I will never forget the moment that I walked out of the courtroom after my divorce became official. As a walked down the hall of the courthouse, I felt like I was in my own bubble. People were talking all around me, but my world was complete silent and I didn’t have a thought on in my head. It wasn’t until I opened the doors to the outside world and took a deep breath that everything washed over me like a tidal wave.
During that weekend, I tried to enjoy myself as much as possible, but I knew in the back of my mind, that I had to face my reality back in CT. I had always been a tough and strong individual and I prided myself on being a hard worker and I never let anything stop me from reaching my goals and loved a good challenge. I realized now I really had to bring my “A game.” I had to dig deeper than I ever had before. It was not about me, it was about my daughter. I did not have time to feel sorry for myself and question all the “what if’s?” I knew that I had done my best to keep my family together, but sometimes even you best and is not enough and guess what? That was OK because it takes 2 people to make a marriage work and both individuals have to be pulling on the same rope in the same direction. When that doesn't happen…well…divorce is the possible outcome.
At night I would reflect on all the reasons why I left my husband and embraced the fact that I was strong enough to leave a situation that was not healthy for me or my daughter. I knew that she would have questions as she grew up, but she was only 1 and I didn’t have to worry about those questions right then. It was at night, during those self-reflective moments and prayer that I gained my strength to move forward and persevere.
I came up with a plan. I knew that for once in my life I was really going to have to budget my money. My main objective was to keep the mortgage payments current because I didn’t want to move my daughter into an unfamiliar place. I knew that I had to make things as normal for her as possible during this transition. I would also need to budget for oil (it was December so our winter season was just beginning). And let’s not forget - electricity and food. During my college years, I lived on Ramen Noodle and Cup of Soup, so if came down to it, I would do it again to make sure my daughter had the food she needed.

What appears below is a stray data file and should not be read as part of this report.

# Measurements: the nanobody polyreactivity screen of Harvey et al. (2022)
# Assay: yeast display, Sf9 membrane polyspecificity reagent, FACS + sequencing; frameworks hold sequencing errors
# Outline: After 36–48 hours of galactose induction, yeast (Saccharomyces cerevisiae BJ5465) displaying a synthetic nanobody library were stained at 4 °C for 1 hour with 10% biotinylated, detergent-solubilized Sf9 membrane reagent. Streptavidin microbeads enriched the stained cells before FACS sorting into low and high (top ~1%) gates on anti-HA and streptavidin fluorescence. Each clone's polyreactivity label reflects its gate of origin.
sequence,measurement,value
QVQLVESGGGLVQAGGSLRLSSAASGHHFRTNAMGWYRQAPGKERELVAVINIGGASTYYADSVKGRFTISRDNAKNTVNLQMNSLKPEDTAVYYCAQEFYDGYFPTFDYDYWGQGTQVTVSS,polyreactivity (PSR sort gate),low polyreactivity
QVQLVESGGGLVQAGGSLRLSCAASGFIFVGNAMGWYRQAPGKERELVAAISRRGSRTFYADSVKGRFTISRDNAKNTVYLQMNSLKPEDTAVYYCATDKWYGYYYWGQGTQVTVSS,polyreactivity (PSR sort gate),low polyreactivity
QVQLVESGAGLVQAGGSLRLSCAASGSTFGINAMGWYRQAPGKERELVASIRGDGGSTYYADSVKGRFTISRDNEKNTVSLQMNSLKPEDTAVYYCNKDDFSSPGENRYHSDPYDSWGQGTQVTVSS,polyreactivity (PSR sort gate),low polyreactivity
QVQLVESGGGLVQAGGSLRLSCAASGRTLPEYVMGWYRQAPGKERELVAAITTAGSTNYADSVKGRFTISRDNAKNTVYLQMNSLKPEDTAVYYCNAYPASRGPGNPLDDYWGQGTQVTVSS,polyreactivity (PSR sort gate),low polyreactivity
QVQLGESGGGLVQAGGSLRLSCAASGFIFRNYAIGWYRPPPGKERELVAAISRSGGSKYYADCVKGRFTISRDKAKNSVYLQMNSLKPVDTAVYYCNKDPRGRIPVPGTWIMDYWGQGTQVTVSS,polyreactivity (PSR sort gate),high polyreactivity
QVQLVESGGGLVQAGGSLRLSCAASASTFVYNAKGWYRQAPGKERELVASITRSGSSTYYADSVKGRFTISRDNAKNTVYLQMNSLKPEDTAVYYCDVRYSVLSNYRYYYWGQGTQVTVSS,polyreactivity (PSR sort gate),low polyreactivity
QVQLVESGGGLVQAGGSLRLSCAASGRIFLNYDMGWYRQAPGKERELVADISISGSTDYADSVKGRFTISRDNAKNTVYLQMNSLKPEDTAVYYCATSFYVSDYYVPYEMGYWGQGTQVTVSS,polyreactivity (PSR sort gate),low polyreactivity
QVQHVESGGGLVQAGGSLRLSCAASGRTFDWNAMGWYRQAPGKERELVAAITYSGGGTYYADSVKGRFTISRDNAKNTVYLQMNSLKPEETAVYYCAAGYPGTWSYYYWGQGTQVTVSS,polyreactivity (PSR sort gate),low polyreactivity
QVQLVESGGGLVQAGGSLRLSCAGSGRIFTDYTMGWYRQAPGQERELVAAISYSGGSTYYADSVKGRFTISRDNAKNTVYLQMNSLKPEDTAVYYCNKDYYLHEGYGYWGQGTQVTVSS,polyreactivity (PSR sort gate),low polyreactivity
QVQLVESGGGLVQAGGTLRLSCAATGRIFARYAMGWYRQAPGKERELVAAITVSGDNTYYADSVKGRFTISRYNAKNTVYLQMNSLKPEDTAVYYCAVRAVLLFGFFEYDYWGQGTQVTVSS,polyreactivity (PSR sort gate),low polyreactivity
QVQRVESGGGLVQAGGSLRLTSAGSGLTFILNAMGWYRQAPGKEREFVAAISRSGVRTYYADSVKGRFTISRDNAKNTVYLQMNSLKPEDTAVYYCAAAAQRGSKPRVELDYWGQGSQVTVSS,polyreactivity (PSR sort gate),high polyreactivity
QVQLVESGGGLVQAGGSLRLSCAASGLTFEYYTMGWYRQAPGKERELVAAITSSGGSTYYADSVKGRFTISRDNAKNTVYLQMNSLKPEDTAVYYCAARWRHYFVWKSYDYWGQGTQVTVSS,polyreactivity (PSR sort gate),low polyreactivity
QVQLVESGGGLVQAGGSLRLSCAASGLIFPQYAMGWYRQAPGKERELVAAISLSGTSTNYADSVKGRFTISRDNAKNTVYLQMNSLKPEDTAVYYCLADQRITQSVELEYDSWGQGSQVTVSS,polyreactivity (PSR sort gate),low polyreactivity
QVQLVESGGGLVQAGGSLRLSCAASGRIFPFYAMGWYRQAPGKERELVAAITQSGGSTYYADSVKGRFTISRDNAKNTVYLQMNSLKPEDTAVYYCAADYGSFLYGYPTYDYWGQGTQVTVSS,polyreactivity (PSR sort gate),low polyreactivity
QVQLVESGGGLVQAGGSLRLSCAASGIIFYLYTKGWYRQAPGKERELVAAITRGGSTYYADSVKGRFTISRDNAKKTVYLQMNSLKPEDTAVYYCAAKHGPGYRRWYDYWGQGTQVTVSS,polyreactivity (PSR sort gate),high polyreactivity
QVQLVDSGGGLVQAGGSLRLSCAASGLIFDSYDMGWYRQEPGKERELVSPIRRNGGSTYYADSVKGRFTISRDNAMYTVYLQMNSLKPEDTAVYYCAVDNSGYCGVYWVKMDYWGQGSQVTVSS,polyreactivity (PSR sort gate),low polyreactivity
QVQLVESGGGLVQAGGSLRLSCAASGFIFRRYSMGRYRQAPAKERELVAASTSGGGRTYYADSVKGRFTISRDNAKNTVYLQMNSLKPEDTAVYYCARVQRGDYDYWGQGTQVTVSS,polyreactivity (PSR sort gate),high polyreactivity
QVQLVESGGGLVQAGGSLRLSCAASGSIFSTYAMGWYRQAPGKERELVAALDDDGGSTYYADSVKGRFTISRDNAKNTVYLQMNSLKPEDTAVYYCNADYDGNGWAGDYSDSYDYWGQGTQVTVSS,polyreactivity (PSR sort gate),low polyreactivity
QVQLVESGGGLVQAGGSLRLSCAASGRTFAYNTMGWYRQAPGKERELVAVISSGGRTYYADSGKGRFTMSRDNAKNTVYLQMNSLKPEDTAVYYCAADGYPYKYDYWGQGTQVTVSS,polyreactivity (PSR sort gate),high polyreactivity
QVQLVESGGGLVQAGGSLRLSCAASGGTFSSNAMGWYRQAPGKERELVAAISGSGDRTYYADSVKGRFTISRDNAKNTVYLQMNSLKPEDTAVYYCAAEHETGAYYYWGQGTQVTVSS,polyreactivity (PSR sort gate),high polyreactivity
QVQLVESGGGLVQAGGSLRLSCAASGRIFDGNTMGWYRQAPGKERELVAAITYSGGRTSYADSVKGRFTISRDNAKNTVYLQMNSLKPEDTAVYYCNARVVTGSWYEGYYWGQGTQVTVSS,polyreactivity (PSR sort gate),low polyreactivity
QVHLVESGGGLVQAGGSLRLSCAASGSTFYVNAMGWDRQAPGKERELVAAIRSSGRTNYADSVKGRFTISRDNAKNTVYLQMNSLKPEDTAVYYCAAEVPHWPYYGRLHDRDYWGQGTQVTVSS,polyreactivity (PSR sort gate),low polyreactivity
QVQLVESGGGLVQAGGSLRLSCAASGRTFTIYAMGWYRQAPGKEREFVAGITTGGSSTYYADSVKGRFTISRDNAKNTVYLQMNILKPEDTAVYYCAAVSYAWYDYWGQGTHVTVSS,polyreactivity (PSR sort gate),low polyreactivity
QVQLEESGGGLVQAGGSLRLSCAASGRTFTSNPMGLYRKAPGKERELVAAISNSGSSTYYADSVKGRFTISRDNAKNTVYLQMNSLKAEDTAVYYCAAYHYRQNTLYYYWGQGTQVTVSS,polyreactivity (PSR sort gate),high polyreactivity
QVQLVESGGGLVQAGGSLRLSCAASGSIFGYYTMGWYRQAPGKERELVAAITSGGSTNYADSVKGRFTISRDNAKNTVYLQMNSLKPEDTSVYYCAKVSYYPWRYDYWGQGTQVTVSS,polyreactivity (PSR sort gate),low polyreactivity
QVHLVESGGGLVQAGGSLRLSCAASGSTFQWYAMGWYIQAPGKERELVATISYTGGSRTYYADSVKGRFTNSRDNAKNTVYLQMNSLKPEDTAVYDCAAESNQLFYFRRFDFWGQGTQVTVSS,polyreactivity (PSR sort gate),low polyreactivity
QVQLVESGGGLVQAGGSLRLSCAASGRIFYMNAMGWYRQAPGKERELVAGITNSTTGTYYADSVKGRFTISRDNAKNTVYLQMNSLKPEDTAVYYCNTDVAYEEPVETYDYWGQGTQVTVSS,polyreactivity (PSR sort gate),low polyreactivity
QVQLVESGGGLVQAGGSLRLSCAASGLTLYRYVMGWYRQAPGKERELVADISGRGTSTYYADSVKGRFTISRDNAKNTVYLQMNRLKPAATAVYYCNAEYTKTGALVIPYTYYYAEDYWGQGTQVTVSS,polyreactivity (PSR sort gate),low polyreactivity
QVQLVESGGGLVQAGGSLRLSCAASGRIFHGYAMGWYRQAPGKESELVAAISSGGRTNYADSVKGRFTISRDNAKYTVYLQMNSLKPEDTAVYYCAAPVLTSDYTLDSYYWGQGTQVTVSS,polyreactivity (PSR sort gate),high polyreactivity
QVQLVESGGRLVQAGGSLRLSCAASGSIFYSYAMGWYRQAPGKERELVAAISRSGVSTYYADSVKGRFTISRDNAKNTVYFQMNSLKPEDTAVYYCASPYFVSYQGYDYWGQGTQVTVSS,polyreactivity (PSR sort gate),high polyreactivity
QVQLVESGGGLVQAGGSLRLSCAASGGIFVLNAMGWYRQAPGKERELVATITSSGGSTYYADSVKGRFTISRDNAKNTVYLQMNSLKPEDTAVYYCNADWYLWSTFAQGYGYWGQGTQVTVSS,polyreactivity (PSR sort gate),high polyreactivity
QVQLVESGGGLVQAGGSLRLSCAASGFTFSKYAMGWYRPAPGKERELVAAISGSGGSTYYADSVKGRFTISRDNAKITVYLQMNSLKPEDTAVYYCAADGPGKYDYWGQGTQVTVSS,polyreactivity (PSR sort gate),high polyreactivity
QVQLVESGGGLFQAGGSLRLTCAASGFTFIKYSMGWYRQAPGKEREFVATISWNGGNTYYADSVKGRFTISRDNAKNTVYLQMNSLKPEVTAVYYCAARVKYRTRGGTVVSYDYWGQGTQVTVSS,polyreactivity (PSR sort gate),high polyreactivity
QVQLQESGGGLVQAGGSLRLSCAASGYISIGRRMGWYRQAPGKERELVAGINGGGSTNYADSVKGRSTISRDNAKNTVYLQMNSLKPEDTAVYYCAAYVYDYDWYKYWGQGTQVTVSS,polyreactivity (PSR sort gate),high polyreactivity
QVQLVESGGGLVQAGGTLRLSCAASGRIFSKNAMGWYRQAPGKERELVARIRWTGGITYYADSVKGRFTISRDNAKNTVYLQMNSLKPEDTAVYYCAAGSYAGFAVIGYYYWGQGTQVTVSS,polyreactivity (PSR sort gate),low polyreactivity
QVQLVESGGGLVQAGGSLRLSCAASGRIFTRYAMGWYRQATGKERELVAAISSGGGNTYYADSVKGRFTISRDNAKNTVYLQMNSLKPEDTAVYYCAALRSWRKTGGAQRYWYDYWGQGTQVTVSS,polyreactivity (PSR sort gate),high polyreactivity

When I was married I was a shopaholic, my addiction was shoes- mainly high heels and sexy boots. But now, shopping was going to be solely about basic household necessities and baby clothes because my daughter was growing like a weed. I would have to “settle” for wearing last year’s clothes and shoes. Again, in college, I had no money so I mainly wore sweatpants, jeans, sweatshirts/T-shirts and sneakers. The only difference this time around, was that I was going to have to do some serious bargain shopping for work clothes, so Marshalls and TJ Maxx became my best friend!
Oh and lets, not forget, I wanted my divorce to be over as quickly and painlessly as possible. I didn’t’ want to fight, I wanted to be done. As a result, I ended up with most of the debt (credit cards). It was probably at least $45,000 and I knew there was no way I could keep the payments up and run a household on my salary. There was no child support because he had lost his job at time and no alimony because I made more than him. So, I decided I was still young so I let those credit cards go to collections and would later negotiate an affordable settlement. Sure, my credit was shot to hell, but there are more important things in life that I had to worry about.
When I came back from that weekend, I felt strong, empowered. I embraced my new future with my daughter. I knew that I would be able to teach her a lot of things about life, struggles ,overcoming fear and being successful and the best way to this would be to show by my actions. I wanted her to understand that she does not "need" a man, they are “nice to have” but as women we can do and have anything we want. All we have to do is believe in ourselves, have a plan and execute.
After 5 years, I am finally seeing my way clear of the weight of my divorce (praise God). I have moved up and on in my career and have doubled my salary. My daughter is a thriving 7 year, full of confidence, independence and has become quite the little athlete. The questions are starting to come about me and her dad and I answer them on a level to satisfy her questions and concerns.
My divorce has made me a stronger woman, I know now that nothing can stop me or hold me down and that prayer does change things. The struggles that have been through have made a little wiser and more appreciative of the things that I have. I am in better place and happy that things are finally falling into place.